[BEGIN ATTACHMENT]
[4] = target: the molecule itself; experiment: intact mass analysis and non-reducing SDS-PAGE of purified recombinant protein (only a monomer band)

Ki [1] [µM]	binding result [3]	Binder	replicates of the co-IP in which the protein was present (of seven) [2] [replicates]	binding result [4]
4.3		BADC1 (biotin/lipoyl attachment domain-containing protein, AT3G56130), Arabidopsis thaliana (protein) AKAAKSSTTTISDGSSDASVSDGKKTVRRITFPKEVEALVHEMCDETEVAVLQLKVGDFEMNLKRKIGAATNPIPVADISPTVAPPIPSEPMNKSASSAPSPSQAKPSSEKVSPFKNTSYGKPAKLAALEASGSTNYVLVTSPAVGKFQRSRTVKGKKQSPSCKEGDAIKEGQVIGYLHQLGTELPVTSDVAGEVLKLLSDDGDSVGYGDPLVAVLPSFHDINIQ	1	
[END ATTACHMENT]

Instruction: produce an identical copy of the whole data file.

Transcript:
[4] = target: the molecule itself; experiment: intact mass analysis and non-reducing SDS-PAGE of purified recombinant protein (only a monomer band)

Ki [1] [µM]	binding result [3]	Binder	replicates of the co-IP in which the protein was present (of seven) [2] [replicates]	binding result [4]
4.3		BADC1 (biotin/lipoyl attachment domain-containing protein, AT3G56130), Arabidopsis thaliana (protein) AKAAKSSTTTISDGSSDASVSDGKKTVRRITFPKEVEALVHEMCDETEVAVLQLKVGDFEMNLKRKIGAATNPIPVADISPTVAPPIPSEPMNKSASSAPSPSQAKPSSEKVSPFKNTSYGKPAKLAALEASGSTNYVLVTSPAVGKFQRSRTVKGKKQSPSCKEGDAIKEGQVIGYLHQLGTELPVTSDVAGEVLKLLSDDGDSVGYGDPLVAVLPSFHDINIQ	1	